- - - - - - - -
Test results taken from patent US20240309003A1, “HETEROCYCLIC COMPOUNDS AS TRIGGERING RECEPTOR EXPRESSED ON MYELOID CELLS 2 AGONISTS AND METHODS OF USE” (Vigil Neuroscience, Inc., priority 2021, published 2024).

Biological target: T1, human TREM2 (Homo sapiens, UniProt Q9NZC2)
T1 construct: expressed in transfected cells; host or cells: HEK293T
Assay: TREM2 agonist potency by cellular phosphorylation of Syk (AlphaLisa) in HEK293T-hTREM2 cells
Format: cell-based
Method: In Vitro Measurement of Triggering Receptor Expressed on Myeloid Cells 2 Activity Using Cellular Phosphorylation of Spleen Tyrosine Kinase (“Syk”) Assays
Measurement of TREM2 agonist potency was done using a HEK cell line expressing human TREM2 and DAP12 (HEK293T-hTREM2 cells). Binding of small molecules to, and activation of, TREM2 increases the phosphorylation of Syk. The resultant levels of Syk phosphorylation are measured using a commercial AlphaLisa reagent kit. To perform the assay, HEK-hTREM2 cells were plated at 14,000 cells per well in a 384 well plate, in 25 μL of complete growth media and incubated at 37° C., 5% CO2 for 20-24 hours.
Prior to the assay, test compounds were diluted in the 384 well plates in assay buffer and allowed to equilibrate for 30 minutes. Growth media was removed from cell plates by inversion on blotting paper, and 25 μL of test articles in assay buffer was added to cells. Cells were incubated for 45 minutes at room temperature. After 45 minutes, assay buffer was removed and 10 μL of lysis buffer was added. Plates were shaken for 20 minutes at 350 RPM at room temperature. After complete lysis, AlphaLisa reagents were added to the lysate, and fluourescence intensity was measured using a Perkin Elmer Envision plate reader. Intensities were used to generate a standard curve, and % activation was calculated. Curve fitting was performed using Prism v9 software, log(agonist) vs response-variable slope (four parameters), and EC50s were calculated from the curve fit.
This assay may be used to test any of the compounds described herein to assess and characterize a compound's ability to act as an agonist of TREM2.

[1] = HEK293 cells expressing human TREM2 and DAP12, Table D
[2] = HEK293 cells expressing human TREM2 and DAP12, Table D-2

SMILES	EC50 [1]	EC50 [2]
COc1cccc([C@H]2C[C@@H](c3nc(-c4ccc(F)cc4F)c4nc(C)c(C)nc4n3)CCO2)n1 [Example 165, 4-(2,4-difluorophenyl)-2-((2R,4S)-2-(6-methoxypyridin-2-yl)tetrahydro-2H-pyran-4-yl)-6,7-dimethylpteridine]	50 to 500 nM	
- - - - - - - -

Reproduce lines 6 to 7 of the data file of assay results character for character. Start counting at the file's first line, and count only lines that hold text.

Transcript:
Method: In Vitro Measurement of Triggering Receptor Expressed on Myeloid Cells 2 Activity Using Cellular Phosphorylation of Spleen Tyrosine Kinase (“Syk”) Assays
Measurement of TREM2 agonist potency was done using a HEK cell line expressing human TREM2 and DAP12 (HEK293T-hTREM2 cells). Binding of small molecules to, and activation of, TREM2 increases the phosphorylation of Syk. The resultant levels of Syk phosphorylation are measured using a commercial AlphaLisa reagent kit. To perform the assay, HEK-hTREM2 cells were plated at 14,000 cells per well in a 384 well plate, in 25 μL of complete growth media and incubated at 37° C., 5% CO2 for 20-24 hours.